The Priory School in Spalding are bidding to bag a cash boost from the Tesco Bags of Help initiative.
Tesco teamed up with Groundwork to launch its community funding scheme, which sees grants of up to £4,000 raised from carrier bag sales in Tesco stores awarded to local community projects.
Three groups in every Tesco region have been shortlisted to receive the cash award and shoppers are being invited to head along to Tesco stores to vote for who they think should take away the top grant.
The Priory School is one of the groups on the shortlist. Their project:
“Safer Sport in School”
The playground occupies 130 children and only has some old markings and two free standing netball hoops.
Daily we can have incidents with children wanting to play ball games whilst others prefer to play other games, this cross over causes a lot of issues which result in either injury or anxious pupils.
The problem is highlighted when our field is out of bounds in wet weather.
A year ago we applied to the National Lottery for funding towards a specific, contained team ball play area allowing pupils to play football, netball and basketball safely together.
Children wishing to play other quieter games on the main playground can then do so, safely, happily and uninterrupted.
We were successful and received £9,625 from the Lottery. This allowed us to buy and install two large MUGA ends (pictured).
The MUGA’s are a great addition to our playground facilities however, they are positioned on grass and during bad weather, cannot be used. To complete this project, we need to install a rubber court with sport markings for football and basketball, along with secure fencing to enclose the sport court.
Because of our pupil’s additional needs, they don’t always understand a playground situation and the incidents mentioned above can be quite catastrophic for them. Our aim is to include everyone in practical and fun outdoor activities to help them not only burn off excess energy, but also return to the classroom more engaged and ready to learn.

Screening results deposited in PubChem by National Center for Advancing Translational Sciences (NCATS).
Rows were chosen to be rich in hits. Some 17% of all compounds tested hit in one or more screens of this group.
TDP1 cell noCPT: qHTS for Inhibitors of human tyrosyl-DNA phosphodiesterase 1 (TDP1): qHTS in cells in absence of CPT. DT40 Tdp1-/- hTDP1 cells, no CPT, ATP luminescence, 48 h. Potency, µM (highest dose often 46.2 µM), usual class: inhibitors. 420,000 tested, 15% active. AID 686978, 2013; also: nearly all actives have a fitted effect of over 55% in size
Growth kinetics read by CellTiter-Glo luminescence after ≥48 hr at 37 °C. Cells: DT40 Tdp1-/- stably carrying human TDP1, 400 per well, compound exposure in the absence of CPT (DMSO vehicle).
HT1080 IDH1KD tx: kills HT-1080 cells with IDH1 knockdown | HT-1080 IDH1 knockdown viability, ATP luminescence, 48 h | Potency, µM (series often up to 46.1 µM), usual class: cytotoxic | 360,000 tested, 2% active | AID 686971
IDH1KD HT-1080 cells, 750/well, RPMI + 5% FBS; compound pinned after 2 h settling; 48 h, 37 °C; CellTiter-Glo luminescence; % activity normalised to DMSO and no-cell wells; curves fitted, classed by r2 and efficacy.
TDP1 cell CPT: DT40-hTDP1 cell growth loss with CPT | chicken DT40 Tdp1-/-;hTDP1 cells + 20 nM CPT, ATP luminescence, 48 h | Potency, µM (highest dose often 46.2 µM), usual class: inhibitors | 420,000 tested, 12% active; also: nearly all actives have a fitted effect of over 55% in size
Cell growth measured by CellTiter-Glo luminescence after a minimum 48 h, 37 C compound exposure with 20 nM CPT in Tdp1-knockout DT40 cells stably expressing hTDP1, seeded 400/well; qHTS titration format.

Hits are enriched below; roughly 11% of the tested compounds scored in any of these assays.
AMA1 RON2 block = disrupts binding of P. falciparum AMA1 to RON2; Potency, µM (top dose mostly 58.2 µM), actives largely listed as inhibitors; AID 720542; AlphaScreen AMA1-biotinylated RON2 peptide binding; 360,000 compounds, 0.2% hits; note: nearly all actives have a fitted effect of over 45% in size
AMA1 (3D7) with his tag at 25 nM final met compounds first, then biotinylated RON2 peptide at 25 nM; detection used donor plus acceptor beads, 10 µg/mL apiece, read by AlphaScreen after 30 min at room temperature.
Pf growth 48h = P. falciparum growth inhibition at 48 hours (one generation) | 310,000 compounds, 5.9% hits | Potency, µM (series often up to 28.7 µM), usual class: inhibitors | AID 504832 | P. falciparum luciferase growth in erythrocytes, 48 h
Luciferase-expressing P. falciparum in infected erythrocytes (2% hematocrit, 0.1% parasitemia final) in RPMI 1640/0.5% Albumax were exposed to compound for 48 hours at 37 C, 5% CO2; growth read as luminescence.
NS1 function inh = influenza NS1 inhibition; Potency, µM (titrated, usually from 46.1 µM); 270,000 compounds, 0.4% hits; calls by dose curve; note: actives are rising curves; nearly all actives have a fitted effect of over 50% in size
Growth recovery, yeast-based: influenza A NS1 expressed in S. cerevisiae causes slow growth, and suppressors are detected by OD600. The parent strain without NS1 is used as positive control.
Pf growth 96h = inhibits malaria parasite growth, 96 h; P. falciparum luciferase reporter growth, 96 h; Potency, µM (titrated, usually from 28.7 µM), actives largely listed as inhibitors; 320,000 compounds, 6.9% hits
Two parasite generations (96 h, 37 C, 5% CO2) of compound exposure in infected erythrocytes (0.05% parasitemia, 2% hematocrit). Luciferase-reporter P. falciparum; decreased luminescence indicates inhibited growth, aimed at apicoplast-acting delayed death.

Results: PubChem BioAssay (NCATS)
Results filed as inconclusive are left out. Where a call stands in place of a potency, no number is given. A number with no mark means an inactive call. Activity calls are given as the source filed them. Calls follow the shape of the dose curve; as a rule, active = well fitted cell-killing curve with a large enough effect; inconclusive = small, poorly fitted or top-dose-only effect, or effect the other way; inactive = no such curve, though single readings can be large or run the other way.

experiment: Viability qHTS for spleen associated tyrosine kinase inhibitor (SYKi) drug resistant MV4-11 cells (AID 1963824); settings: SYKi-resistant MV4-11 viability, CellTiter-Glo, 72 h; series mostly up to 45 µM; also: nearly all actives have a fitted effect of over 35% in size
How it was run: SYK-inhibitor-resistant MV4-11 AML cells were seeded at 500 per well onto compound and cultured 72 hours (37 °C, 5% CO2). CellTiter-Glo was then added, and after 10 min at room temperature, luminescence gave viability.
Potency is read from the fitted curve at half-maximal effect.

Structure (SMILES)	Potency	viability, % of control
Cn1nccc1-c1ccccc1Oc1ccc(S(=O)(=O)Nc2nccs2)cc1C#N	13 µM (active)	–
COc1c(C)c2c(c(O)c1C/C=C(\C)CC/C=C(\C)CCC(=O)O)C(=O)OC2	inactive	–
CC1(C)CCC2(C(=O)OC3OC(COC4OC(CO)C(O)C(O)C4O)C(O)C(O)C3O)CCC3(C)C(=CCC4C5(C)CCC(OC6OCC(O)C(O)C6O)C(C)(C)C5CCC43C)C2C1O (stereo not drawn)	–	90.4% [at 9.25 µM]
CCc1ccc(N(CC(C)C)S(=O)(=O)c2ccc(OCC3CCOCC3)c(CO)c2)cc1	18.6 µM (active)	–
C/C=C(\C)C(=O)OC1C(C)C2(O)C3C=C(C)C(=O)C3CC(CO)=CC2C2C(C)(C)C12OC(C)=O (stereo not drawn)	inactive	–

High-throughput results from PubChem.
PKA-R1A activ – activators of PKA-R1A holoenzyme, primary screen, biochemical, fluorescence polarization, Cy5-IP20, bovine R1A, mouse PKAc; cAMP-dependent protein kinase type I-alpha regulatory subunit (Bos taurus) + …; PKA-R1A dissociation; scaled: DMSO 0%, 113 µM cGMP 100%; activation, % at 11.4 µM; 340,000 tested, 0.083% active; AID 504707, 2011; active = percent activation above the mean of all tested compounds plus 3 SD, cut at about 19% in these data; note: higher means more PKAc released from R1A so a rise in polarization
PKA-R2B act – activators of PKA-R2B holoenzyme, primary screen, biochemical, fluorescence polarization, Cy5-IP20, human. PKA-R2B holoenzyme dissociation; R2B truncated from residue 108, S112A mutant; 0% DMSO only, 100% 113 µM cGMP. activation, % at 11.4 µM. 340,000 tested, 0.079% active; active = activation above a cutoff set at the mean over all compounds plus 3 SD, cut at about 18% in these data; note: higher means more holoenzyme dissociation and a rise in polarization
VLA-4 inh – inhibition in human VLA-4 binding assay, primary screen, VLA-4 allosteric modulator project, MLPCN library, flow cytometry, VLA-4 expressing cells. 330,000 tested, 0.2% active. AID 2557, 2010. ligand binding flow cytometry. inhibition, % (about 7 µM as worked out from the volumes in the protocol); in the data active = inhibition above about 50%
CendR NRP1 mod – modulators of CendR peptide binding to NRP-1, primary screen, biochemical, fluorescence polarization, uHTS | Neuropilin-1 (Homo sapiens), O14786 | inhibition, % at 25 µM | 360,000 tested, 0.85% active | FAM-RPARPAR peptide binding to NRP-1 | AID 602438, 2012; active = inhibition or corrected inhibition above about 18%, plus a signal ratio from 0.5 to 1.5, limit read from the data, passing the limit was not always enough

Other organisations who use our facilities out of school hours, will also benefit from this improved facility.
We have a target of £31,000 to reach, and we have been fundraising hard over the past 12 months, we are currently on a running total of £16,000.
Barrie Taylor, Head of Site at The Priory School said, “We were thrilled to receive the lottery money last year and we are now fully focused on completing this project so that the pupils can enjoy a safer, fully enclosed sport court.
“We are asking those who visit any of the three Tesco stores, that you pop your blue tokens into The Priory School Project. We are extremely thankful for any support.”
Voting opens throughout November and December. Customers can cast their vote using a token given to them at the check-out in the following stores:
Tesco Superstore – Bourne, Lincolnshire
Tesco Express – Bourne, Lincolnshire
Tesco Express – Spalding, Lincolnshire
Tesco’s Bags of Help project has already delivered over £60 million to more than 18,000 projects across Britain. Tesco customers get the chance to vote for three different groups every time they shop. Every other month, when votes are collected, three groups in each of Tesco’s regions will be awarded funding.
Alec Brown, Head of Community at Tesco, said:
“Bags of Help has been a fantastic success and we’ve been overwhelmed by the response from customers. It’s such a special scheme because it’s local people who decide how the money will be spent in their community. There are some fantastic projects on the shortlists and we can’t wait to see these come to life in hundreds of communities.”
Groundwork’s National Chief Executive, Graham Duxbury, said:
“Bags of Help continues to enable local communities up and down Britain to improve the local spaces and places that matter to them. The diversity of projects that are being funded shows that local communities have a passion to create something great in their area. We are pleased to be able to be a part of the journey and provide support and encouragement to help local communities thrive.”